The gunman in the Indianapolis mass shooting at a FedEx Ground facility was a former employee there and, according to law enforcement sources, known to federal and local authorities prior to the attack.
The gunman was identified as Brandon Hole, 19, who was last employed at the facility in 2020, according to Indianapolis Metropolitan Police Department Deputy Chief of Criminal Investigations Craig McCartt.
McCartt said Hole's name appeared in two previous police reports, including one last year from an incident in which a gun was seized.
'We can confirm that the perpetrator was a former employee at the facility,' company spokesperson Jim Masilak told CNN Friday, declining to name the suspect and directing further questions to the Indianapolis Metropolitan Police Department.
The gunman opened fire outside and inside a FedEx Ground facility near Indianapolis's main airport Thursday night, killing eight people, wounding several others and sending witnesses running before taking his own life, police said. It was the country's deadliest shooting since 10 people were killed March 22 at a grocery in Colorado.
Investigators are trying to determine the motive for the shooting.
Hole's mother told law enforcement in March 2020 that he might try to 'commit suicide by cop,' the FBI Indianapolis office said in a statement.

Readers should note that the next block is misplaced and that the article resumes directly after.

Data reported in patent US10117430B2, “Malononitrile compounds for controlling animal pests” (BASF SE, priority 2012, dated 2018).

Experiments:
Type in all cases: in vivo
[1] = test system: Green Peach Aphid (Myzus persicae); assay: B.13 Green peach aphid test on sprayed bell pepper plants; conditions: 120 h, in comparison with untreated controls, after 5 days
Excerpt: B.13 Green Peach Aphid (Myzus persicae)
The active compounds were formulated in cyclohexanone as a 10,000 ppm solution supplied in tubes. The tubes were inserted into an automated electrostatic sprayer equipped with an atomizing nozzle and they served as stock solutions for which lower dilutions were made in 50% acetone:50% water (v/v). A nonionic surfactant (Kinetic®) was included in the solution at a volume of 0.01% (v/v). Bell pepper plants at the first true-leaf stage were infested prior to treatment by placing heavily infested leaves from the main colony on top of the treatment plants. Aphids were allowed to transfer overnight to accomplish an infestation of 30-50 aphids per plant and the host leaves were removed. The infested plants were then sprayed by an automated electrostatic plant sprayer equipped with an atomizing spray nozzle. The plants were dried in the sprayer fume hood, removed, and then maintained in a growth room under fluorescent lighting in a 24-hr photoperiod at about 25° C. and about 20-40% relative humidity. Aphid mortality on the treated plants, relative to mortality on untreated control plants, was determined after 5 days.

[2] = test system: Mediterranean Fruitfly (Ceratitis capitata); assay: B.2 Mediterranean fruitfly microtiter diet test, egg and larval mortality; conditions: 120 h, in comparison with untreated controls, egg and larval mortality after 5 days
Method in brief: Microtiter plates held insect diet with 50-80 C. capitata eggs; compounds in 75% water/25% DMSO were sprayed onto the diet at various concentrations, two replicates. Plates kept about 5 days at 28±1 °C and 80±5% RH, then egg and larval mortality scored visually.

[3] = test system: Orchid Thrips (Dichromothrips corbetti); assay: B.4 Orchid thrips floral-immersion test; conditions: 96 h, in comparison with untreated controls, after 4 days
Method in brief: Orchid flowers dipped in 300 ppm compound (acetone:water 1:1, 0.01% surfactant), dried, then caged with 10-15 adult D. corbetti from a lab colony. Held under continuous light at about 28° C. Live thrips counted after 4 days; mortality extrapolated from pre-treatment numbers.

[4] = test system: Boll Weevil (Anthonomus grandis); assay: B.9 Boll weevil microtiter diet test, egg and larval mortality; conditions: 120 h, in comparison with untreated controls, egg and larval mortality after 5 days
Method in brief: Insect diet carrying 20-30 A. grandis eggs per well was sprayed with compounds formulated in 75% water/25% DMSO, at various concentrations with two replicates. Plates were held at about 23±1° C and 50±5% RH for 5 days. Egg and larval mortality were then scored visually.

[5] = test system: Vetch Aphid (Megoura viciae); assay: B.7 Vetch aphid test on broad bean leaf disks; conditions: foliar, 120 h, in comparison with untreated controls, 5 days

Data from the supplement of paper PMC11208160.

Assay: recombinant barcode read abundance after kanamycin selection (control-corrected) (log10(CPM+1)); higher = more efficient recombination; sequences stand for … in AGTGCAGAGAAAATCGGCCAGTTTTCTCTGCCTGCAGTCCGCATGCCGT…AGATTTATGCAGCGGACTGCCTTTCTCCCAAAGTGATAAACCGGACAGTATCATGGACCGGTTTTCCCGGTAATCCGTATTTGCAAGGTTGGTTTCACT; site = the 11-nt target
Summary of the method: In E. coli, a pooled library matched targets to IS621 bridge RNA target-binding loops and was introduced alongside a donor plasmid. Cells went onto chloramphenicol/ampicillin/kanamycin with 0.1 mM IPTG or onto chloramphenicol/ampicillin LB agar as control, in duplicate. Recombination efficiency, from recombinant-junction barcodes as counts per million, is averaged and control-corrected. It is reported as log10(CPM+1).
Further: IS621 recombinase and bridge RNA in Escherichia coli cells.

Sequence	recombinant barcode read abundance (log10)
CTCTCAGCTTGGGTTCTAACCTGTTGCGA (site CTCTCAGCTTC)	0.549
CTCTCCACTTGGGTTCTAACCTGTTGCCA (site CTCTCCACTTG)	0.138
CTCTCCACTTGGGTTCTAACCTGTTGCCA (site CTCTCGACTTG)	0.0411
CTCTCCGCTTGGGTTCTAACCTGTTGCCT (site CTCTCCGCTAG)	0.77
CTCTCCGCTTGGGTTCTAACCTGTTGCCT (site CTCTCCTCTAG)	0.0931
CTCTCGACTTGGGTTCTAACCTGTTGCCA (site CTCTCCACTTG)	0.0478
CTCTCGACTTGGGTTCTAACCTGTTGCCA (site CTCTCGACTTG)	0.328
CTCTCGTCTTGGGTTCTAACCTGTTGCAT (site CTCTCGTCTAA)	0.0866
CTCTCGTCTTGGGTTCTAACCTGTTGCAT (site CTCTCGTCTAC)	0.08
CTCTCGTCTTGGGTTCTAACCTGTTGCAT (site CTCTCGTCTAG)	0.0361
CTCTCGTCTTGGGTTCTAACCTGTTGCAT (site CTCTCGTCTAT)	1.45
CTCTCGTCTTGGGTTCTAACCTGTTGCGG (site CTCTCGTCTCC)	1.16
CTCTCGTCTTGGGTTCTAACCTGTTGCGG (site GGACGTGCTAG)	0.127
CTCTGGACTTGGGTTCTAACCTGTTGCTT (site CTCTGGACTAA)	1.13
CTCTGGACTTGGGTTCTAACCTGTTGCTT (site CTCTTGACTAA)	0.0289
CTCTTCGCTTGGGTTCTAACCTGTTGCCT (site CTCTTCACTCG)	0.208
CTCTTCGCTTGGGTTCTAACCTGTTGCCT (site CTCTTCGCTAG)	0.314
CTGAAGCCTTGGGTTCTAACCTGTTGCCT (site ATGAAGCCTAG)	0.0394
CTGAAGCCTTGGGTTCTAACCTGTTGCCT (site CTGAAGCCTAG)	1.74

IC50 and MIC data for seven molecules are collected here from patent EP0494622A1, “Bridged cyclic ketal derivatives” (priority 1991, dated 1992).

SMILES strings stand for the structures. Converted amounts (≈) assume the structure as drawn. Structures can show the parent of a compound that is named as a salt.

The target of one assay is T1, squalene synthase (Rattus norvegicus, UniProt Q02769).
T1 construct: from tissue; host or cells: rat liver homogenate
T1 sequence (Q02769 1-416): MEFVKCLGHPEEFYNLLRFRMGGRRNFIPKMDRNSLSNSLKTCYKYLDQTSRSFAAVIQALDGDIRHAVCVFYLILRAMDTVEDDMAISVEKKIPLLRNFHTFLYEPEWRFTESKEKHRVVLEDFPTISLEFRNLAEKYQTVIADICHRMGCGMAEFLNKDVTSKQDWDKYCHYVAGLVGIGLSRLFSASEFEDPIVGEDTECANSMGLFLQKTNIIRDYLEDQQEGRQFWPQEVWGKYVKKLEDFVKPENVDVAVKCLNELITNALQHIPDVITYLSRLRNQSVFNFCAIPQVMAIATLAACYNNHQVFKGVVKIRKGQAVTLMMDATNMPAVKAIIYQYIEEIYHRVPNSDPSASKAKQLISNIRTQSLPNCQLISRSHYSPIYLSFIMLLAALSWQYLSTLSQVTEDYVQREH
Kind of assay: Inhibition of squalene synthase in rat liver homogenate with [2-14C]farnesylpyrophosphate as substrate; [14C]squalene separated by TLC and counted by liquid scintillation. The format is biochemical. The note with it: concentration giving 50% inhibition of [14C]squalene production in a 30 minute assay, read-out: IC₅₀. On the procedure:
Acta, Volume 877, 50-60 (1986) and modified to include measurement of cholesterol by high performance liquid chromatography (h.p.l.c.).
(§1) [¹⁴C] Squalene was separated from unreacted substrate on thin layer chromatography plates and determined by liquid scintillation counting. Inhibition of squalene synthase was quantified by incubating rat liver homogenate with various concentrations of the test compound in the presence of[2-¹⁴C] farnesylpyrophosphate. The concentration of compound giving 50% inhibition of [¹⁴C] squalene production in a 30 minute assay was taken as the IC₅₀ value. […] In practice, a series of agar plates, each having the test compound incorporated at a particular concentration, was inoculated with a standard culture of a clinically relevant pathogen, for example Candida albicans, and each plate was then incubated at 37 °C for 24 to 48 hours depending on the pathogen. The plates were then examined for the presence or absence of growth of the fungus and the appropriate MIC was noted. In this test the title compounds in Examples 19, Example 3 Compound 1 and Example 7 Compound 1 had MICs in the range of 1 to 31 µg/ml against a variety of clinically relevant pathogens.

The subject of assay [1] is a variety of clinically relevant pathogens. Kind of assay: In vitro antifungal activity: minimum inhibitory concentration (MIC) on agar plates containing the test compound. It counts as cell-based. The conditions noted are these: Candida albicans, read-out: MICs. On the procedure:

Hole was placed on an 'immediate detention mental health temporary hold' by the Indianapolis Metropolitan Police Department, according to statement from FBI Indianapolis Special Agent in Charge Paul Keenan.
Keenan said a shotgun was seized at Hole's residence.
'Based on items observed in the suspect's bedroom at that time, he was interviewed by the FBI in April 2020,' Keenan said in the statement. 'No Racially Motivated Violent Extremism (RMVE) ideology was identified during the course of the assessment and no criminal violation was found. The shotgun was not returned to the suspect.'
FBI assisting police in search of suspect's home
A family member of the suspected shooter reached out to authorities warning about the suspect's potential for violence, according to three law enforcement sources briefed on the matter.
It was not clear when the warning was given but the outreach was followed up by both local authorities and the FBI, which opened a preliminary investigation into any possible threat, the sources said.
The FBI eventually closed their inquiry into the suspect after concluding there wasn't sufficient evidence to continue it, according to the sources, who did not specify why federal investigators dropped the matter.
The FBI is helping Indianapolis Metro Police Department 'on the search of the suspect's home,' Keenan said at a Friday morning news conference.
When asked Friday morning whether witnesses indicated that FedEx or security personnel had any indication that something like Friday's shooting would happen, McCartt said no.
'We're still working with FedEx security for anything that might have been an indication this was going to happen right now,' McCartt said on Friday.
A spokeswoman for the police department declined to comment on CNN's reporting.
'Well, once we positively identify who he is, we will be able to research further,' spokeswoman Genae Cook said.